2.3 Service Interoperability Platform
Healthcare services may vary in terms of their ability, vendor, access means and representation.
To support service interoperability, we leverage service ontology as the representation model
and service platform for managing and provisioning of services.
      Ontology refers to the formal, explicit description of concepts, which are often conceived
as a set of entities, relations, instances, functions and axioms [5]. With common ontological
description, the functionalities and relationship of devices, services and context could be
        The International Workshop on Personalized Health, December 13-15, 2004, Belfast, Northern Ireland

machine-understandable at the semantics level. In such a way, devices can understand and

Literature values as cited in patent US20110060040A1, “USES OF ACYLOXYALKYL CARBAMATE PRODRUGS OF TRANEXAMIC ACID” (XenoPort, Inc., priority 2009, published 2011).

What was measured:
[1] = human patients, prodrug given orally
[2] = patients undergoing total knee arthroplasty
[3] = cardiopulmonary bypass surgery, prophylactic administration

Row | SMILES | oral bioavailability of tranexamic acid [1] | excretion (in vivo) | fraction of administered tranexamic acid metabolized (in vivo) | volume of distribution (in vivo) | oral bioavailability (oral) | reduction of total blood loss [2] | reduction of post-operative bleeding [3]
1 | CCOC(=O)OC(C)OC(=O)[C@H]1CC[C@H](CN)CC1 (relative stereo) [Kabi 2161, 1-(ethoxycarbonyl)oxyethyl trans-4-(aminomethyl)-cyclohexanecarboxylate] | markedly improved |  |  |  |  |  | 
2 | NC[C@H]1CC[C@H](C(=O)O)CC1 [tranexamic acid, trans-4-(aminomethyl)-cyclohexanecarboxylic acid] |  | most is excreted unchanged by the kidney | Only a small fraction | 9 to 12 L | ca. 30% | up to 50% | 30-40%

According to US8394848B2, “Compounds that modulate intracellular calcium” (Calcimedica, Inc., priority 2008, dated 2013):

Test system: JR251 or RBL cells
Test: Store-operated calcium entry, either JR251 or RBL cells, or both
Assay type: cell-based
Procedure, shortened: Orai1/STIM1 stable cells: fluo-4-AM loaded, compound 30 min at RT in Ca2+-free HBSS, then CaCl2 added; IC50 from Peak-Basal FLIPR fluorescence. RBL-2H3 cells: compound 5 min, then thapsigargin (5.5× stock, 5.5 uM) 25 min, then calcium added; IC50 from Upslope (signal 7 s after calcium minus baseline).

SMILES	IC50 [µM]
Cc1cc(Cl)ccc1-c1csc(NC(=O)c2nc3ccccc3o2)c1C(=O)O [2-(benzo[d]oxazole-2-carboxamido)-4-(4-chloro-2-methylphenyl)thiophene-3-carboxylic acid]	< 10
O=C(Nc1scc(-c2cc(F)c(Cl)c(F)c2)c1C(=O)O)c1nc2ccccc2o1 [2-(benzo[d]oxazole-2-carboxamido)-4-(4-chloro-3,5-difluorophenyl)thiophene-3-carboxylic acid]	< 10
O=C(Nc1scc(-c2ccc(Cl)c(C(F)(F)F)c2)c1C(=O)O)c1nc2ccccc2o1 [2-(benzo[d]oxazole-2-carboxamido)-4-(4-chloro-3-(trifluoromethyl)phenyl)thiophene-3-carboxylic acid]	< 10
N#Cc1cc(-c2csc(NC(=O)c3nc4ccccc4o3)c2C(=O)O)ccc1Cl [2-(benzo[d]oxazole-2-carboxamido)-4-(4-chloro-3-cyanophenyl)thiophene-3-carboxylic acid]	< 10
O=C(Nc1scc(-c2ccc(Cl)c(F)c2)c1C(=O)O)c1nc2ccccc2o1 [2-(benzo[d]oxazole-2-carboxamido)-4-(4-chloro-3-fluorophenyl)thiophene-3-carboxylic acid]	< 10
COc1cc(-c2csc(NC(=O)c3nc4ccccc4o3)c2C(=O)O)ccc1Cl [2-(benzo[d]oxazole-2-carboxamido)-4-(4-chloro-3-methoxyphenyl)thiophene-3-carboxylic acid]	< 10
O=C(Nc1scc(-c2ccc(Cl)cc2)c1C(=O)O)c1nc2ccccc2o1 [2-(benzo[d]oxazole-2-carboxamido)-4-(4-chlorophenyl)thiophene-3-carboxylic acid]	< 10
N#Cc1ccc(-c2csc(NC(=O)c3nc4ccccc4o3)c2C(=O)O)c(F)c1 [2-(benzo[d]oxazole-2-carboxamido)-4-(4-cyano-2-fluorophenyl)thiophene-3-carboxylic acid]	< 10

collaborate with each other, context from diverse sources can be aggregated, and services can
be easily deployed and composed
       Fig. 3 shows the OSGi (Open Service Gateway Initiative) [6] based service delivery and
management platform in the global healthcare system. The OSGi based service gateway is an
open-standard based software framework enabling interoperability and co-existence of
different services in a local space. It also facilitates secure and reliable provisioning of services
to local-area environment via the wide-area network. The OSGi service framework provides a
horizontal platform for hosting all kinds of service components, known as the Service Bundle,
and interactions between bundles take place via the common bundle access APIs. As context
management components and device access mechanisms can all be implemented in the form of